Our Jan./Feb. issue featured an article on strategies for identifying and helping patients with digital eye strain. The optometrists interviewed for the piece, Heidi Q.T. Pham-Murphy, O.D., of Visions Optometry and Eye Designs Optometry in California and Kelci Rolfstad, O.D., of Heights Eyecare in Montana had plenty of advice to share.
In this Web Exclusive, Drs. Pham-Murphy and Rolfstad continue the discussion on the effects of digital device use and how they treat it in their practices.
EB: How does your office identify patients who should get the “digital screen” talk?
Dr. Pham-Murphy: We have a questionnaire for patients to assess their lifestyle. I also ask every patient: “So do you spend a lot of time in front of electronics?" This is more of a rhetorical question, since the answer in most cases is “yes.”
This leads to conversations not only about what my patient does for a living and leisure but also on how they move in their work space and life spaces. There are many different types of movements that require specific lens design solutions.
Key things to understand:
1. What type of electronics our patients are looking at (usually it's multiple platforms)
2. How intense is the information (spreadsheets, emails, gaming, social media, etc.)
3. How our patients move their eyes while they are looking at the device (within a room, within an office space, out in open spaces)
4. The timing of day in which our patients are looking at their devices.
Dr. Rolfstad: I’d say I have those conversations across the board with every patient. It’s a rare patient—maybe one every couple days—who spends only an hour or less, or no time, looking at screens an hour or less a day.
Even the older generation has adapted to technology quite a bit. So, like we talk to everyone about the importance of UV protection, now we talk to everyone about blue light protection and the type of eye strain that comes along with digital device use.
EB: Do specific usage habits result in specific symptoms or visual problems?
Dr. Rolfstad: The more you’re on the device the longer your eyes have to work up-close and the more exposure you have to digital light and the reduced blink rates that goes along with it. The longevity of being on the device definitely makes a difference. But also the type of device makes a difference, because of the how close the device is.
The symptoms are similar, but the severity correlates to the extent of the device use. There are multiple factors with dry eye that could make one patient start to suffer from symptoms after just one hour, while another patient can become symptomatic only because of the long time they are exposed to their device.
For instance, someone who suffers from dry eye already will notice symptoms much earlier. Kids can get so ingrained in what they’re doing on the device that they can be much less apt to notice any kind of eye strain. Also, because they’re young they just assume whatever visual experience they’re having is normal.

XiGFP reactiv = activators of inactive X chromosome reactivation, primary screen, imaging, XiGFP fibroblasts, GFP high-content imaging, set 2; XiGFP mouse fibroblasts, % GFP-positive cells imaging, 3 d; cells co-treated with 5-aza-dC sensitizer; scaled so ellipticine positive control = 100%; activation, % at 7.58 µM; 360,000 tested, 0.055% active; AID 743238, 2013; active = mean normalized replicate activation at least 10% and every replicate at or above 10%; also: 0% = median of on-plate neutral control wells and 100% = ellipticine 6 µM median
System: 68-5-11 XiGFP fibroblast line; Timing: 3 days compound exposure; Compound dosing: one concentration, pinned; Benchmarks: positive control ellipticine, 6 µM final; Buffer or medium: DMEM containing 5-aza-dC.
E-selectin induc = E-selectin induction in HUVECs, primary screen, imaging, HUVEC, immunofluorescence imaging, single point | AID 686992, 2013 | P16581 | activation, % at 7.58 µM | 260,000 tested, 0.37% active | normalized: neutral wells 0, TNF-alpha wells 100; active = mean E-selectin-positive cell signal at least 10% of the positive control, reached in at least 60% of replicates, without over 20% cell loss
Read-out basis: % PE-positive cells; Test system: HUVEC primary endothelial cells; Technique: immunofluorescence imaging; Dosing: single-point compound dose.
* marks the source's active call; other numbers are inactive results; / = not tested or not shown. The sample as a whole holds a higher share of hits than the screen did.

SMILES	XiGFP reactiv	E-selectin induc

EB: Do you recommend a blue light coating or lens material to all your screen-using patients?
Dr. Pham-Murphy: YES! The screen/computer glasses are made complete by the lens materials and treatments we prescribe. Anti-glare treatments filter only short wavelength blue light (about 400-420nm). They help with eye fatigue (reflecting the blue light that scatters and causes fatigue) and they are much more cosmetically appealing.
Blue-light-blocking solutions (like BluTech: absorbs and attenuates wavelengths 400-480nm) have an impact in eye fatigue, but also macular cell stress, and sleep patterns. I have been prescribing BluTech for the last 5 years with much positive feedback on digital eye strain, headaches, and sleep.
All lenses for digital devices should have some type of blue light filter. I discuss the pros and cons of AR treatments and lenses that absorb blue light across the blue light spectrum. These lenses absorb or reflect different blue light wavelengths.
EB: When do you prescribe single-vision lenses with an accommodative bump in the near zone?
Dr. Pham-Murphy: Every single-vision lens wearer can benefit from lenses with the accommodative bump in the near zone. Where I definitely prescribe it is in patients who struggle with near-point accommodation testing, patients who describe a sluggish or struggling ability to maintain focus.
These SV lenses with small amount of add are also wonderful for presbyopes who want single-vision lenses at the computer but also need to look at documents and paperwork. Children also do really well with these lens designs. We’ll prescribe them with AR that filters some blue light or in the BluTech material that takes out much more of that spectrum of light.